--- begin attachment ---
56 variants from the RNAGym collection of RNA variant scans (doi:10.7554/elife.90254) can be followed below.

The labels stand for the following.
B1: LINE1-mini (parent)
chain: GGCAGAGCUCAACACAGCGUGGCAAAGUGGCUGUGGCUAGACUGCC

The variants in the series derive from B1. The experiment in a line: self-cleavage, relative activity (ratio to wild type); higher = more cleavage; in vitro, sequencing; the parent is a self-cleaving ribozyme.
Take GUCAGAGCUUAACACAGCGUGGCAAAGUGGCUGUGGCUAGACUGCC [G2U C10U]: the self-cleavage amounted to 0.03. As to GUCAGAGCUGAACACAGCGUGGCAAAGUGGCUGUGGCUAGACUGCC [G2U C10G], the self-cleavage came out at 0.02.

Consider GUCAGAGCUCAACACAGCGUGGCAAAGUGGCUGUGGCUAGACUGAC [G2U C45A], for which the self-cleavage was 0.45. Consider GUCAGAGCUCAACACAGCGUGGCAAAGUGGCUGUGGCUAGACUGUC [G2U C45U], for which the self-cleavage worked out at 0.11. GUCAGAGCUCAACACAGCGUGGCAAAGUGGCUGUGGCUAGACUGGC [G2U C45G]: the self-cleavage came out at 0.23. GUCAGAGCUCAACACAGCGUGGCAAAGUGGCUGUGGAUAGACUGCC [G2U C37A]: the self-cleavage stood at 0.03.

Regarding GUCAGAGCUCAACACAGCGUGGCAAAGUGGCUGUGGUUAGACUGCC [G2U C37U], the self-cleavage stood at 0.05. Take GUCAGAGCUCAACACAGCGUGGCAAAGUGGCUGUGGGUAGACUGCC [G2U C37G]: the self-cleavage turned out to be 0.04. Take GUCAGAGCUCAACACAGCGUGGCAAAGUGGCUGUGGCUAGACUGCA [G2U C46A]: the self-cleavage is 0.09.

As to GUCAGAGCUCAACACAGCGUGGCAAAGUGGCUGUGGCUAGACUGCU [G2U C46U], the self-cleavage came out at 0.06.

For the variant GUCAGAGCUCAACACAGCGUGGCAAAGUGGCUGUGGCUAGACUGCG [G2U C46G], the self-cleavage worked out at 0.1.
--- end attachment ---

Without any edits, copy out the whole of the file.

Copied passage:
56 variants from the RNAGym collection of RNA variant scans (doi:10.7554/elife.90254) can be followed below.

The labels stand for the following.
B1: LINE1-mini (parent)
chain: GGCAGAGCUCAACACAGCGUGGCAAAGUGGCUGUGGCUAGACUGCC

The variants in the series derive from B1. The experiment in a line: self-cleavage, relative activity (ratio to wild type); higher = more cleavage; in vitro, sequencing; the parent is a self-cleaving ribozyme.
Take GUCAGAGCUUAACACAGCGUGGCAAAGUGGCUGUGGCUAGACUGCC [G2U C10U]: the self-cleavage amounted to 0.03. As to GUCAGAGCUGAACACAGCGUGGCAAAGUGGCUGUGGCUAGACUGCC [G2U C10G], the self-cleavage came out at 0.02.

Consider GUCAGAGCUCAACACAGCGUGGCAAAGUGGCUGUGGCUAGACUGAC [G2U C45A], for which the self-cleavage was 0.45. Consider GUCAGAGCUCAACACAGCGUGGCAAAGUGGCUGUGGCUAGACUGUC [G2U C45U], for which the self-cleavage worked out at 0.11. GUCAGAGCUCAACACAGCGUGGCAAAGUGGCUGUGGCUAGACUGGC [G2U C45G]: the self-cleavage came out at 0.23. GUCAGAGCUCAACACAGCGUGGCAAAGUGGCUGUGGAUAGACUGCC [G2U C37A]: the self-cleavage stood at 0.03.

Regarding GUCAGAGCUCAACACAGCGUGGCAAAGUGGCUGUGGUUAGACUGCC [G2U C37U], the self-cleavage stood at 0.05. Take GUCAGAGCUCAACACAGCGUGGCAAAGUGGCUGUGGGUAGACUGCC [G2U C37G]: the self-cleavage turned out to be 0.04. Take GUCAGAGCUCAACACAGCGUGGCAAAGUGGCUGUGGCUAGACUGCA [G2U C46A]: the self-cleavage is 0.09.

As to GUCAGAGCUCAACACAGCGUGGCAAAGUGGCUGUGGCUAGACUGCU [G2U C46U], the self-cleavage came out at 0.06.

For the variant GUCAGAGCUCAACACAGCGUGGCAAAGUGGCUGUGGCUAGACUGCG [G2U C46G], the self-cleavage worked out at 0.1.